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Allen C. Guelzo

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Title: The History of the United States, 2nd Edition, parts 1-3
Lecturer: Allen C. Guelzo
Producer: The Teaching Company
Duration: 36 x 30 minutes
Media: Audio only

The Teaching Company’s lecture series about the history of the United States is fairly ambitious, spanning 84 lectures of half an hour each, three different lecturers, roughly 500 years of American history and a broad variety of subjects. Therefore, I have decided to split the reviews of this series into three parts, one for each of the lecturers. First out is Allen C. Guelzo, who lectures on the history of the United States up until the dawn of the American Civil War.

Positive things first. Guelzo is an excellent lecturer (yes, I know, it will soon be boring to praise The Teaching Company’s lecturers, but it cannot be helped, because they are indeed that good), with a pleasantly modulated voice fit to accompany me during the day. His style is clear, straightforward, and connects isolated events into themes and more general ideas.

I think Guelzo picks germane threads of history to weave this bigger fabric depicting the history of the United States. He is anxious to explain why things happened the way they did and does not resort to merely telling a tale of what has happened. His style is lively and animated, which pulls the listener into the narrative.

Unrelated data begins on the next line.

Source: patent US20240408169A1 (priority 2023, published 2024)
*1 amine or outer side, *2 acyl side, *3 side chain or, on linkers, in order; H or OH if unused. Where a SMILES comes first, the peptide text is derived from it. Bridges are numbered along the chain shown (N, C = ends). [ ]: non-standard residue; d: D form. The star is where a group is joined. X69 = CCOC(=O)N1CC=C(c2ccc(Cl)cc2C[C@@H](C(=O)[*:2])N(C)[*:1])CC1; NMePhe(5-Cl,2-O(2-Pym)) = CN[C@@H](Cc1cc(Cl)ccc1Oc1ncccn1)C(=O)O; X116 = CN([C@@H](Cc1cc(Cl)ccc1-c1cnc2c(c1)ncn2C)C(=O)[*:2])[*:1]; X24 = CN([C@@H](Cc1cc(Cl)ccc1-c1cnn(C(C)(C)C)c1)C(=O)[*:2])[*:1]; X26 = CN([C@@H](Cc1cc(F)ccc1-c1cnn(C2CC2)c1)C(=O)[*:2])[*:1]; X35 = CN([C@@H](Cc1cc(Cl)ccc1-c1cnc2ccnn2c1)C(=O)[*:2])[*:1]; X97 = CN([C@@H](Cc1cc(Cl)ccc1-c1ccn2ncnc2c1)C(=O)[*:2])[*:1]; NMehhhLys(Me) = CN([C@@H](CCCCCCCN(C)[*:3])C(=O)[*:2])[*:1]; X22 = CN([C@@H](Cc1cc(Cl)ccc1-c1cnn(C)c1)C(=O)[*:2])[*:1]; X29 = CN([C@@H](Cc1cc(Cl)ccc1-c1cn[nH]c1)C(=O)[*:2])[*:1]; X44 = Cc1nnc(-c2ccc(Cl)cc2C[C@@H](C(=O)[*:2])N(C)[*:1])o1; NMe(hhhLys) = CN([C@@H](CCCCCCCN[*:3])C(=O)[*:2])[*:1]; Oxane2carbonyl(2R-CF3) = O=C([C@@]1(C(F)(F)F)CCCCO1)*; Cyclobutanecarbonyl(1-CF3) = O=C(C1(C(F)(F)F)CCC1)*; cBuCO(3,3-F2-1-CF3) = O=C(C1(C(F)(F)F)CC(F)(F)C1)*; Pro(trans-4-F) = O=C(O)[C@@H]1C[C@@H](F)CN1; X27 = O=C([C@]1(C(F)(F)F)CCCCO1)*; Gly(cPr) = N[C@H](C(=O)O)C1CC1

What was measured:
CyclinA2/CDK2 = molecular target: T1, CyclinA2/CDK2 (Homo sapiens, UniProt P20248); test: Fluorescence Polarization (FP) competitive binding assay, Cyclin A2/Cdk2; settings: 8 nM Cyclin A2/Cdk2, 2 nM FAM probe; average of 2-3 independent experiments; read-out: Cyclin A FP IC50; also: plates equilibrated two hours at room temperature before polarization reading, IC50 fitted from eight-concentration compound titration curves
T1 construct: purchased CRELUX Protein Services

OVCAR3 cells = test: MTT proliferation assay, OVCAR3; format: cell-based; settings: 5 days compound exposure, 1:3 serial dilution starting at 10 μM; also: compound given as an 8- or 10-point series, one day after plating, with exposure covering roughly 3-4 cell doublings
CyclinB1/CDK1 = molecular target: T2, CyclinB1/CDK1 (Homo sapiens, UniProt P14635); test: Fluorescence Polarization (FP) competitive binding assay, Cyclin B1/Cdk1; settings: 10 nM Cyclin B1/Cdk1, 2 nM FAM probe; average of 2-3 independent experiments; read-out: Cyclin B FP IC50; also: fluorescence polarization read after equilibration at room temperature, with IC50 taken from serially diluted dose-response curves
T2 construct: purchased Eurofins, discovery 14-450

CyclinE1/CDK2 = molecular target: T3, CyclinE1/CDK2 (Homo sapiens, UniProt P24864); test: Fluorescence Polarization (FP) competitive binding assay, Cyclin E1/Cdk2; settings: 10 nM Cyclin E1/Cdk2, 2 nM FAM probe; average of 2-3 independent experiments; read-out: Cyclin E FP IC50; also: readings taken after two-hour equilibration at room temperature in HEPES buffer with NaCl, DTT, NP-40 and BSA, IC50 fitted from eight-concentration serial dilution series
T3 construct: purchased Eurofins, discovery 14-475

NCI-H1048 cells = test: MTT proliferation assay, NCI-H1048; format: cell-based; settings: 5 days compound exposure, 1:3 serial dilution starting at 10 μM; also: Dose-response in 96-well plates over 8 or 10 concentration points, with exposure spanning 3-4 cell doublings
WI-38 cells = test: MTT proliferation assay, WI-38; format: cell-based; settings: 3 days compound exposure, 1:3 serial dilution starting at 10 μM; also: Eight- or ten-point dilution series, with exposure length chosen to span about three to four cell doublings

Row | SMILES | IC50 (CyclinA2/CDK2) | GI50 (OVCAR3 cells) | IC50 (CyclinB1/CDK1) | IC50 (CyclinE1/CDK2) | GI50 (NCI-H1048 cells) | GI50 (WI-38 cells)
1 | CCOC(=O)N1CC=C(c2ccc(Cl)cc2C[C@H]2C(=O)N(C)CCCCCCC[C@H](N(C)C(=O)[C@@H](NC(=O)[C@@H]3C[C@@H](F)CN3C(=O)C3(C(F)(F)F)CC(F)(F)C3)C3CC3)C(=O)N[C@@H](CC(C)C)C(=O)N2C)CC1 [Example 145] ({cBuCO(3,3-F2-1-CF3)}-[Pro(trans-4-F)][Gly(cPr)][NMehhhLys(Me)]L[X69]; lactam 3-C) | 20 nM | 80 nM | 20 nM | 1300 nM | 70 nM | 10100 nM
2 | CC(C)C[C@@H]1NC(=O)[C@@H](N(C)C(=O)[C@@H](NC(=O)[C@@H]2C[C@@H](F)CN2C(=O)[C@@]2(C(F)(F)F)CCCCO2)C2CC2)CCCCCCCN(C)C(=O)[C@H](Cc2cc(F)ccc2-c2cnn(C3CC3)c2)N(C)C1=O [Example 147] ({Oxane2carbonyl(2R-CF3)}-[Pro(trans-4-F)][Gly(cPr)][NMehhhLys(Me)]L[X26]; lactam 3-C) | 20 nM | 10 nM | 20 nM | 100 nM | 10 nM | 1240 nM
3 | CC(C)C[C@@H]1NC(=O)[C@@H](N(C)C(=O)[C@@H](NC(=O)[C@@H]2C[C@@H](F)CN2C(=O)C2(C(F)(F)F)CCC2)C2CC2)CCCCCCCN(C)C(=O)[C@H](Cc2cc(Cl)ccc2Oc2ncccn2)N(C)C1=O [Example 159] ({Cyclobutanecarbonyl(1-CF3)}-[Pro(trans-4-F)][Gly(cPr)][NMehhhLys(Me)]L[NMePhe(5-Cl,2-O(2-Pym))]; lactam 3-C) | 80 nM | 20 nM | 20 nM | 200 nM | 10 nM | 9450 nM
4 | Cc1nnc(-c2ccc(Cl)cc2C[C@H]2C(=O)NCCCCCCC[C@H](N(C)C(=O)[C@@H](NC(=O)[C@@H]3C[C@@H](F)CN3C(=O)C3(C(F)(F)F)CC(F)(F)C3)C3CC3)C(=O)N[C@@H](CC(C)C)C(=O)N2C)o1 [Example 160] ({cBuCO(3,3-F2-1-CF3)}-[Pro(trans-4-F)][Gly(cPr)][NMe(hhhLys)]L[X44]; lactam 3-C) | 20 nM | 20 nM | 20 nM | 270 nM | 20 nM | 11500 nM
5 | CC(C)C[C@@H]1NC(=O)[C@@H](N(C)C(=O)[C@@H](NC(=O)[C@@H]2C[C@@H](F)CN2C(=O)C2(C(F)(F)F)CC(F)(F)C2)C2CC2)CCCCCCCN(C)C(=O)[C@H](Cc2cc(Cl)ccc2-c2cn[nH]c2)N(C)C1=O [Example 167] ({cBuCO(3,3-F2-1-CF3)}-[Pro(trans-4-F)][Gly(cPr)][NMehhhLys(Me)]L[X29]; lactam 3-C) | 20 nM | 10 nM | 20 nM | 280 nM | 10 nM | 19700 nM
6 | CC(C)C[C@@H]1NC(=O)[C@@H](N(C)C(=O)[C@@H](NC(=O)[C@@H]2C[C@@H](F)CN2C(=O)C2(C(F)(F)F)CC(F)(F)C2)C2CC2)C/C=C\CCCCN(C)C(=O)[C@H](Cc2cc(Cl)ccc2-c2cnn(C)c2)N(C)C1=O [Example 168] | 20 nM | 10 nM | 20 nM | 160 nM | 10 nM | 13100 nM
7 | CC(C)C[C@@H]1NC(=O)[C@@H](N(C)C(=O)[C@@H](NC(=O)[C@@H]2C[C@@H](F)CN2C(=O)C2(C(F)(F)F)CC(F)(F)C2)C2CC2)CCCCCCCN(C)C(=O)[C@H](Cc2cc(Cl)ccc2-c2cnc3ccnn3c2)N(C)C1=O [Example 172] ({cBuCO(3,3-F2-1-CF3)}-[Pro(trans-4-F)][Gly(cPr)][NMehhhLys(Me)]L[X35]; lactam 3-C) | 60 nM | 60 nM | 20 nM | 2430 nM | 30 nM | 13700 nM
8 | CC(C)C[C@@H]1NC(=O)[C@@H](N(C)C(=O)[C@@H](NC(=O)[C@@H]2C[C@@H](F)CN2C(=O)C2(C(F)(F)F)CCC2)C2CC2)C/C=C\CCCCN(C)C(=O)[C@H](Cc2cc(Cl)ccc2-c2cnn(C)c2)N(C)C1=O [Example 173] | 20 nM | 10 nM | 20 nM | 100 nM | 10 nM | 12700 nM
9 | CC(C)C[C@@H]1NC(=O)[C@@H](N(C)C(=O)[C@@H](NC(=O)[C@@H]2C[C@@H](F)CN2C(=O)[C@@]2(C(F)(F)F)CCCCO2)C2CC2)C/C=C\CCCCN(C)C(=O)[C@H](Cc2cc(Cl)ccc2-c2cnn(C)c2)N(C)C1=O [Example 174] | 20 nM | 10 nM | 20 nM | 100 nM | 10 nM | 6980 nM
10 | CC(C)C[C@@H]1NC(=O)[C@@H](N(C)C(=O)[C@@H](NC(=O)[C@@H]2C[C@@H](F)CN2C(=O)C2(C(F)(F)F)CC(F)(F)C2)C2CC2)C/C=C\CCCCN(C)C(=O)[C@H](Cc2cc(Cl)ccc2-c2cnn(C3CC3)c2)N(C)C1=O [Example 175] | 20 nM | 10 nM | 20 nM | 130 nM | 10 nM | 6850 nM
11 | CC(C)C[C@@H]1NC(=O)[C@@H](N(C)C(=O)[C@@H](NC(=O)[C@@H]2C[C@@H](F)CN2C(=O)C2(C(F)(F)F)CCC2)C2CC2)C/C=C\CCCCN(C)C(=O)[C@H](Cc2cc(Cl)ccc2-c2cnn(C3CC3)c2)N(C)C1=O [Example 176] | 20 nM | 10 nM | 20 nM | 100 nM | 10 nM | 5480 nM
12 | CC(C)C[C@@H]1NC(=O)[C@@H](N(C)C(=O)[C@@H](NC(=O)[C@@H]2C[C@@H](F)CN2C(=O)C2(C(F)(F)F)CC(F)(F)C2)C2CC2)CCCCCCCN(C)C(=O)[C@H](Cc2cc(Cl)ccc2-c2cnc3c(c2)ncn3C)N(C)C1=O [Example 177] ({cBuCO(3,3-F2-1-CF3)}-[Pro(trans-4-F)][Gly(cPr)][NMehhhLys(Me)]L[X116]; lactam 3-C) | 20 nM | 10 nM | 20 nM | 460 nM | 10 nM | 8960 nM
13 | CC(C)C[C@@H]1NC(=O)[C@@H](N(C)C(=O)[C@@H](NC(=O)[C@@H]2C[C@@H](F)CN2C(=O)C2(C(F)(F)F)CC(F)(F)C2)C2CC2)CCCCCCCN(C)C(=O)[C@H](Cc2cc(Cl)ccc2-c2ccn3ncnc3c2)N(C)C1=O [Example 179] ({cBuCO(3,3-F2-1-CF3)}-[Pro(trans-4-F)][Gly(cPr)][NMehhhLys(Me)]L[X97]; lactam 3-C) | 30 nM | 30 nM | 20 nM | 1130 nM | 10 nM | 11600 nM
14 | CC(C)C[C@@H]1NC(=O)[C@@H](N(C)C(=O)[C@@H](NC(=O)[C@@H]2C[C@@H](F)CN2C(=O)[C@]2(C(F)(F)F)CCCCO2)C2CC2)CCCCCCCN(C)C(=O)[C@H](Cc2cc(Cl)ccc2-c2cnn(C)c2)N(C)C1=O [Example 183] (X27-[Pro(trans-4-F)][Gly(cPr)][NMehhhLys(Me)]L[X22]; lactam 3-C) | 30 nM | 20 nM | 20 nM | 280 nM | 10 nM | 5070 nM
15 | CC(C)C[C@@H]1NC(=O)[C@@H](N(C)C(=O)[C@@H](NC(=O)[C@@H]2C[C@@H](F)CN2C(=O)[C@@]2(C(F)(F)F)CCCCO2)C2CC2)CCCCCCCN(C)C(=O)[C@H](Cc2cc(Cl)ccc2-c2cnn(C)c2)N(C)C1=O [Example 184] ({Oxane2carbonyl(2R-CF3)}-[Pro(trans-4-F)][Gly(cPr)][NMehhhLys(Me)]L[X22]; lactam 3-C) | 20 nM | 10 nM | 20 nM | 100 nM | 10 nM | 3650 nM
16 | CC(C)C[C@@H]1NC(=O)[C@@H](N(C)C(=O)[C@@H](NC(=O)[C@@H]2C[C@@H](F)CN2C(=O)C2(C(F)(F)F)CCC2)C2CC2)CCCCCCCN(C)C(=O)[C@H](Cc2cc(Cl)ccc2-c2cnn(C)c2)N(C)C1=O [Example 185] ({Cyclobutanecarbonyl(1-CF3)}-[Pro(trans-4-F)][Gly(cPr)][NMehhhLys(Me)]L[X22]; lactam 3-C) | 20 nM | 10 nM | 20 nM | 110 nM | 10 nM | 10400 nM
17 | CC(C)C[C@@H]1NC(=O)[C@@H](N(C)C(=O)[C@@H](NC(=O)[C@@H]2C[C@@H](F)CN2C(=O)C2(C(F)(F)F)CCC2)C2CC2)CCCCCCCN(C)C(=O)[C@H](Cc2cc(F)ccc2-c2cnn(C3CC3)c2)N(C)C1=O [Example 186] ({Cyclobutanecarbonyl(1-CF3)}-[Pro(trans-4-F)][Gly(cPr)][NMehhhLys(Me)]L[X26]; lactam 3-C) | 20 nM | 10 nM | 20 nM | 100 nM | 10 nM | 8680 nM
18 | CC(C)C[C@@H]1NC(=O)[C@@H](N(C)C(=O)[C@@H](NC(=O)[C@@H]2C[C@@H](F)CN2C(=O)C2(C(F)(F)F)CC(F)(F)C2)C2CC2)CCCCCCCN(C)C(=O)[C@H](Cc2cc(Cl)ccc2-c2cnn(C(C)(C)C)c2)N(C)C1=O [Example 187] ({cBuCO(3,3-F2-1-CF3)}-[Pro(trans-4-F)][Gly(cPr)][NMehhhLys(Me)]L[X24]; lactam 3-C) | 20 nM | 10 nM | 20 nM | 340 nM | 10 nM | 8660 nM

On the negative side, Guelzo starts by saying that it is easy to be smug about proud of being an American in such a way that it is perceived as smugness by non-Americans. The problem is that he makes himself guilty of this at several instances, especially in the beginning. It is always the Europeans who are evil, but as soon as the settlers do something good, they are suddenly called Americans instead. And so on. However, this is not a very big issue and apart from being a bit annoyed at times, it does not really affect the overall impression of the series so far.

I have finished roughly half of the series, but I will return to you with my impressions as soon as the lecturers switch again. By way of summary, this series is suffused with the same sense of quality and adept teaching skill which I have begun to associate with The Teaching Company.

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